Around the statue is an enclosure comprised of a pillared hall where one can find 43 images of Tirthankaras in different cloisters. There is also a figure of a woman called Gullikayajji sculpted with a good built and wearing exquisite ornamentation, typical of the sculptures of the Ganga period. The Akandabagilu or the massive door, carved out of a single rock with an elaborately carved Gajalakshmi in her typical posture flanked by two elephants, is another meritorious work of Jain craftsmanship. This also said to have been created under the guidance and inspiration of Chaundaraya, the illustrious minister who served under the successive rulers of the Ganges namely Marasimha II, Rachamalla IV and Rachamalla V.
Maha+Mastaka+Abhisheka
Quote:
Mahamastakabhisheka, the head anointing ceremony of the Lord Gommateshwara Bahubali, observed once every 12 years in Jain Dharmic cycle, is an integral part of the ancient and composite Jain tradition. The ceremony of 2018 is the 88th in the series that commenced in the year 981 A.D.
MAHAMASTAKABHISHEKA 2018, Official Logo

A Mahamastakabhisheka Photologue : 57-foot Bahubali Statue-img_20180912_2013371026x1215.jpg

Gommata - in Normal Times

A Mahamastakabhisheka Photologue : 57-foot Bahubali Statue-screenshot_20180913104026502_com.android.chrome824x642.png

On Special Days

A Mahamastakabhisheka Photologue : 57-foot Bahubali Statue-img_20180912_201408994x599.jpg

A Festival of Colours

A Mahamastakabhisheka Photologue : 57-foot Bahubali Statue-img_20180912_2013521026x1387.jpg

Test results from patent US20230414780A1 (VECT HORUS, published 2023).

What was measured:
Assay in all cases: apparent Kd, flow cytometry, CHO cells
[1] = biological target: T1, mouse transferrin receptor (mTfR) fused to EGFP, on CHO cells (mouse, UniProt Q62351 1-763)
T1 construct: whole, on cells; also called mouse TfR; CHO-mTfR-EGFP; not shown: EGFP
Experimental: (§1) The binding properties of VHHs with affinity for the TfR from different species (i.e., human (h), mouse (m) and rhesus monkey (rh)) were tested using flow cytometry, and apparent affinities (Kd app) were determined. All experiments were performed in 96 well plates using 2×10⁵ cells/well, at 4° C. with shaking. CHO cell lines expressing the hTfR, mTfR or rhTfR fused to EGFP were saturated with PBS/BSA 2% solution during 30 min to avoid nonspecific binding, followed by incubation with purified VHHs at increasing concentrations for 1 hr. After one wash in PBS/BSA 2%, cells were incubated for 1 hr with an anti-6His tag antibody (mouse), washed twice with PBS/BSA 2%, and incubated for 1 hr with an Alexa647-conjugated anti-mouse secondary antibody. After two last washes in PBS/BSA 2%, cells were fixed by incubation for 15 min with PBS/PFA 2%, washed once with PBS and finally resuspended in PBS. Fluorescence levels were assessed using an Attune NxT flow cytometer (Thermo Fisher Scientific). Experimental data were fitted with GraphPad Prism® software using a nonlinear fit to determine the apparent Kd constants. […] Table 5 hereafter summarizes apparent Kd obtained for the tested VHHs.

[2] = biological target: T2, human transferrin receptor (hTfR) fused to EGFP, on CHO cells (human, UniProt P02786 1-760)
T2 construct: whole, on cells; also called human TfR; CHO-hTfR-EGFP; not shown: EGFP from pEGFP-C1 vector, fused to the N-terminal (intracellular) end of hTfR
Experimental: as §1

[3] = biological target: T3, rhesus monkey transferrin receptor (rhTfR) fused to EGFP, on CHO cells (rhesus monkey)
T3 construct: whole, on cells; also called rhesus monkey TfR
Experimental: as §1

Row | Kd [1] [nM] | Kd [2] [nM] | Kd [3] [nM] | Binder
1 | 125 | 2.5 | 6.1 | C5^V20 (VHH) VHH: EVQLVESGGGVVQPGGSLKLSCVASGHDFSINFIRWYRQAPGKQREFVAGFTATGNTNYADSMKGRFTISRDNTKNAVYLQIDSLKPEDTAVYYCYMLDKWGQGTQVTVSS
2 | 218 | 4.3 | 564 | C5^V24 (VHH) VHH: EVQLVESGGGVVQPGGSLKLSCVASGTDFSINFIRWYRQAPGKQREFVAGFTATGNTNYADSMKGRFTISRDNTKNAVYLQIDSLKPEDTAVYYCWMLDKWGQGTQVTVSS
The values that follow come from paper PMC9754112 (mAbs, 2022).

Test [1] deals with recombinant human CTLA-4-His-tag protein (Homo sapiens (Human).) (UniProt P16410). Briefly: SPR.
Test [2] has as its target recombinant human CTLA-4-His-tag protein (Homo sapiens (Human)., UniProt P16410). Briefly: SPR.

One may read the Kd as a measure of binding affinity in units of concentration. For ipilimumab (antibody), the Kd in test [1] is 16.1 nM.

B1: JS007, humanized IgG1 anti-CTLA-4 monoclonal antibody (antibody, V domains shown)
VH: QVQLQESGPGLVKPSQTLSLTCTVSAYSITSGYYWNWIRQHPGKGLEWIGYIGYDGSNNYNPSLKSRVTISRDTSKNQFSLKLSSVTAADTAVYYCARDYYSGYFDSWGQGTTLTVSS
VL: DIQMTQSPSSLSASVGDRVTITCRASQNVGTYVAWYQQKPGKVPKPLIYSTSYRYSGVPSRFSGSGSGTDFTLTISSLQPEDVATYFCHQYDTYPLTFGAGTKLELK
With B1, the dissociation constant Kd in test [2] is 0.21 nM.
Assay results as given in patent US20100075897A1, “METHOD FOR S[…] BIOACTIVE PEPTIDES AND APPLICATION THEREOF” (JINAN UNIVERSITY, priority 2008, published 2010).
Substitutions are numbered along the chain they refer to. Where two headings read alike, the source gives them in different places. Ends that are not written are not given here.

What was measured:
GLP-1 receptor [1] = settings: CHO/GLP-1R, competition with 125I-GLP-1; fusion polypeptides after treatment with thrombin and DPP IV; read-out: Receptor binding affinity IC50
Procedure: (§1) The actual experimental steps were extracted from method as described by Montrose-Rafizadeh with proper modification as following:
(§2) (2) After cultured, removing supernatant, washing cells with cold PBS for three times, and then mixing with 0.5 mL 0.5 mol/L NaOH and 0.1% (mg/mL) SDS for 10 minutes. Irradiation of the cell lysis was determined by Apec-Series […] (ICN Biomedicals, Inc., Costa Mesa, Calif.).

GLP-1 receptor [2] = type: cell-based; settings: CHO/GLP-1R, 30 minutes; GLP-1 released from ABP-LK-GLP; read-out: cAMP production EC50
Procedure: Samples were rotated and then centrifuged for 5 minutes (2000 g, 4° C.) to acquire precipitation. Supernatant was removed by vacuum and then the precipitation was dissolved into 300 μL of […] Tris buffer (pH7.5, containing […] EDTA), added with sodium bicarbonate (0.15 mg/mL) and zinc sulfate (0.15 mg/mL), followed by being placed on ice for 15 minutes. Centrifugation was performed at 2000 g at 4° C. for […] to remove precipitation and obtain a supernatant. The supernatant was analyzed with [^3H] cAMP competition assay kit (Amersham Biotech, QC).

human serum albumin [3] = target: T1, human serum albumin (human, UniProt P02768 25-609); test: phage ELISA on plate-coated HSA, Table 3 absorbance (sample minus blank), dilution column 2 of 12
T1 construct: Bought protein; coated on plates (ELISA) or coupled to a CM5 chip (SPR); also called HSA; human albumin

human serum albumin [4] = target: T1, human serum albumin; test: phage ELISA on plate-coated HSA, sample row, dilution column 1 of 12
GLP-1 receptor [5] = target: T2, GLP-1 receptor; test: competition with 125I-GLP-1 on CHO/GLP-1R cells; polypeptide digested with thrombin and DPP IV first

Info and Image Source:

1
2

Here are a few pictures that I took. I am possibly the worst photographer on the forum; so, please excuse the quality (mostly, the lack of it) of the photos. I have waited for one score and four years to witness these scenes firsthand.

A Collage

A Mahamastakabhisheka Photologue : 57-foot Bahubali Statue-20180913_174933.jpg

Jalabhisheka - Anointment with Water

A Mahamastakabhisheka Photologue : 57-foot Bahubali Statue-img_20180909_101851780x1040.jpg

Jalabhisheka - A Closer View

A Mahamastakabhisheka Photologue : 57-foot Bahubali Statue-img_20180909_1020561040x780.jpg

Ksheerabhisheka - The Milk Bath

A Mahamastakabhisheka Photologue : 57-foot Bahubali Statue-img_20180909_1013311040x780.jpg

Ksheerabhisheka - In Progress

A Mahamastakabhisheka Photologue : 57-foot Bahubali Statue-img_20180909_111353_hdr1040x780.jpg



Anointment with Rice Flour

A Mahamastakabhisheka Photologue : 57-foot Bahubali Statue-img_20180909_112004_hdr1040x780.jpg



Malaya Chandanabhisheka - White Sandalwood Paste

A Mahamastakabhisheka Photologue : 57-foot Bahubali Statue-img_20180909_1037131040x780.jpg

Mulikabhisheka - Essence of Medicinal Herbs

A Mahamastakabhisheka Photologue : 57-foot Bahubali Statue-img_20180909_110920_hdr1040x780.jpg

Kumkumabhisheka - Vermillion Bath

A Mahamastakabhisheka Photologue : 57-foot Bahubali Statue-img_20180909_114724_hdr780x1040.jpg

Kumkumabhisheka - A Closer Look

A Mahamastakabhisheka Photologue : 57-foot Bahubali Statue-img_20180909_113800_hdr1040x780.jpg

Arishinabhisheka - Turmeric bath

A Mahamastakabhisheka Photologue : 57-foot Bahubali Statue-img_20180909_112334_hdr1040x780.jpg

Turmeric Bath - Closeup

A Mahamastakabhisheka Photologue : 57-foot Bahubali Statue-img_20180909_112232_hdr1040x780.jpg

A Conversation with the Clouds

A Mahamastakabhisheka Photologue : 57-foot Bahubali Statue-img_20180909_1039131040x780.jpg

And a Tκte-ΰ-Tκte with The Sun

A Mahamastakabhisheka Photologue : 57-foot Bahubali Statue-img_20180909_103510780x1040.jpg

Side Profile

A Mahamastakabhisheka Photologue : 57-foot Bahubali Statue-img_20180909_115921_hdr780x1040.jpg

KAIVALYA Murthy

A Mahamastakabhisheka Photologue : 57-foot Bahubali Statue-img_20180909_114635_hdr1040x780.jpg

Finally,

The Foil - Money Matters

A Mahamastakabhisheka Photologue : 57-foot Bahubali Statue-img_20180913_1433201099x1287.jpg